Back in high school, wearing the same thing twice in a row was considered a cardinal sin. Some of you may even remember Mean Girls-style rules being arbitrarily enforced — pink on Wednesdays, sweatpants on Fridays, free-choice never. Unfortunately, many of us have subconsciously carried this doctrine into adulthood, keeping track of what we wear and when, never liking to be seen in exactly the same ensemble. All this, coupled with our modern obsession for fast, disposable fashion, makes Sheena Mathieken’s Uniform Project all the more daring and exciting.
Since May 1st, for the next year, Sheena will be wearing the same black custom-made dress, in an effort to raise money for a children’s education project in India, and to raise awareness about fashion sustainability. Intrigued by the project, we sat down with Sheena on Day 47 to discuss inspiration, donations, and the little black dress at the center of it all.
Flavorpill: What inspired the project?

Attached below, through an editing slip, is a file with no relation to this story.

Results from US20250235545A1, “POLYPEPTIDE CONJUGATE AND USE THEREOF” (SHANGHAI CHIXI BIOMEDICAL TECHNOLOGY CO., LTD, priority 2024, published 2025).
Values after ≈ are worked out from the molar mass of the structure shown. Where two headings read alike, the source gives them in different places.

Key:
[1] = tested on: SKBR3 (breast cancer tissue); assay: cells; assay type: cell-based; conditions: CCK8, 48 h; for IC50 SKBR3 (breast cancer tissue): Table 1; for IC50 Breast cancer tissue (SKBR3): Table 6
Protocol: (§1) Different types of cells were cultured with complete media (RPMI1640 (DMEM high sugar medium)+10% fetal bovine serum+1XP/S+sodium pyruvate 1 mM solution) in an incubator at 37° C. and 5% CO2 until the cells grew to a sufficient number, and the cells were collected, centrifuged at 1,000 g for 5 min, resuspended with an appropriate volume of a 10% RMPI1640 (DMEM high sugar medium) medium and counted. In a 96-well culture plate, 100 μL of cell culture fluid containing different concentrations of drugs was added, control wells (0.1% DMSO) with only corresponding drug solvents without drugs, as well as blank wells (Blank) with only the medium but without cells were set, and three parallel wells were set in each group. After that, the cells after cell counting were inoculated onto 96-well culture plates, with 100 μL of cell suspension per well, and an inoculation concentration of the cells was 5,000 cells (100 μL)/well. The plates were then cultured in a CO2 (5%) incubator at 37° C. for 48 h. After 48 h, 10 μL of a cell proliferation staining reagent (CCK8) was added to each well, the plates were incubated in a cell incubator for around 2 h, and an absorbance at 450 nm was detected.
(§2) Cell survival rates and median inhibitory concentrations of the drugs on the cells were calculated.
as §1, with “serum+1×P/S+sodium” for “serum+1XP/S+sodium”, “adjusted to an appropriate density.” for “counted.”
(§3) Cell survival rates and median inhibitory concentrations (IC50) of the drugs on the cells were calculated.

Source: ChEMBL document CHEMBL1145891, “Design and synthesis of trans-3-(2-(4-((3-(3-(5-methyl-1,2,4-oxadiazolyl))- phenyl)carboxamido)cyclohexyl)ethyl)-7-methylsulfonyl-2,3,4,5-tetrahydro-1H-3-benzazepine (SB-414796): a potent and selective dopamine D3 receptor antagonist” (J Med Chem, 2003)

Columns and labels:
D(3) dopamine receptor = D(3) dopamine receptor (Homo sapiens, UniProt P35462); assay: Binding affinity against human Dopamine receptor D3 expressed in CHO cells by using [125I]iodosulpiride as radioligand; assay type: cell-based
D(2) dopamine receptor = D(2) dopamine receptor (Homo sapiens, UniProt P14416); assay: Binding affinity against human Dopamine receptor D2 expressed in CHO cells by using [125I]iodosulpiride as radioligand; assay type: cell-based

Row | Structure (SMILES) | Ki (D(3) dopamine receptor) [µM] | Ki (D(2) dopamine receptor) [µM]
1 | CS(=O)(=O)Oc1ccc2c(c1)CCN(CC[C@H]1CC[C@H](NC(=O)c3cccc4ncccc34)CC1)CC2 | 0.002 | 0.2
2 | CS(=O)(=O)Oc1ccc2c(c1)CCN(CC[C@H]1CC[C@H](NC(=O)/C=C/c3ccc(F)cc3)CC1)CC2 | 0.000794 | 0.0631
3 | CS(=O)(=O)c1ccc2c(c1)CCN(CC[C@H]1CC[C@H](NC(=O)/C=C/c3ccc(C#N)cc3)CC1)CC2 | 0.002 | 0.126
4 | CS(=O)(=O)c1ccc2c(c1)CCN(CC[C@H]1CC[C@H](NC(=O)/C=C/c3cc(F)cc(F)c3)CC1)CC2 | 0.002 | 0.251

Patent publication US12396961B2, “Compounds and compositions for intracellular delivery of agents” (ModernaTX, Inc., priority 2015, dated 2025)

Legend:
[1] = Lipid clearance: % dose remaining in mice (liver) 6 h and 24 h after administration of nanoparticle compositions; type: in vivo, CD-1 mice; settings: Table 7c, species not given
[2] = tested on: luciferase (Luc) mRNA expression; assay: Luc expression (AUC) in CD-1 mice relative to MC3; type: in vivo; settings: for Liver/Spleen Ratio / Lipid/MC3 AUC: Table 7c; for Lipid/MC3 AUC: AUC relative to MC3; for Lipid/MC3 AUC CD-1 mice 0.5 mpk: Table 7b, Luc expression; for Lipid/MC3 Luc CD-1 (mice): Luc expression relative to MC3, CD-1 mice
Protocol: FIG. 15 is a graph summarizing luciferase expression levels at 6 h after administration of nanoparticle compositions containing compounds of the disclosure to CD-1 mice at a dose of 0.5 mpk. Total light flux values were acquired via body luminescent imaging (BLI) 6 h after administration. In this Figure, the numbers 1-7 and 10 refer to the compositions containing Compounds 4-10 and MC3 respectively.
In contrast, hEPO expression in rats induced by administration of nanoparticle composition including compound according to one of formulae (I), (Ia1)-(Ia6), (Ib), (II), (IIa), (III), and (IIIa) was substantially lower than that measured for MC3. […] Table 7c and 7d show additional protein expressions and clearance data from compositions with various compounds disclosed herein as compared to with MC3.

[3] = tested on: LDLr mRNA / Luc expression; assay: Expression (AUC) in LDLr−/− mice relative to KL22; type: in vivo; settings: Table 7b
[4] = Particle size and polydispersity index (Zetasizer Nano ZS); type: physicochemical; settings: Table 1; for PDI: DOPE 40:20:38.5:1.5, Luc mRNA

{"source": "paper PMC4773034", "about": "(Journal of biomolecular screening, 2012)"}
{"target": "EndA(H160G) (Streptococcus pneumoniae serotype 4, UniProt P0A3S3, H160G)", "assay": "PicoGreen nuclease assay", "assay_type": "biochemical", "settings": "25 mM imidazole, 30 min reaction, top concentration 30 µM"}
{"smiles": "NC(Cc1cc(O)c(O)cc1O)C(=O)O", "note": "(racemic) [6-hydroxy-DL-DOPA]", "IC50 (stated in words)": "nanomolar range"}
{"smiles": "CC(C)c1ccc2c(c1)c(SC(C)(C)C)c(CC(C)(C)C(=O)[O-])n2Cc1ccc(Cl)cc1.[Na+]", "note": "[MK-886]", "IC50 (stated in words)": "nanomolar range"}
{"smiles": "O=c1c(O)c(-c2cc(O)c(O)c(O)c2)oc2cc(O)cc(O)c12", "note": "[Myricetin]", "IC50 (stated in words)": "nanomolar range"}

Sheena Matheiken: I’ve had the idea for a while… it came out of a need to do something a little more conscientious and also to give myself a creative challenge. I was talking about the idea of wearing the same dress with my friends, and we brainstormed about what else we could do to really make it appealing. I’ve always been interested in children’s education, as it’s a great area to contribute to. I approached The Akanksha Foundation, who have an office here, and they were very supportive. I got to meet the founder of the foundation and heard her deliver a lecture about the work that the foundation do. The Indian government spends an average of $360 on one child; Akanksha has vowed to spend the same on every slum child to give them a better education. That’s when it really clicked for me — I plan to contribute a dollar a day of my own money for the year, and doing the dress project for a year just makes sense. I have a friend who is an independent designer, so she and I worked together on the dress. I plan to visit the center next year in January or February, so I’ll still be wearing the dress!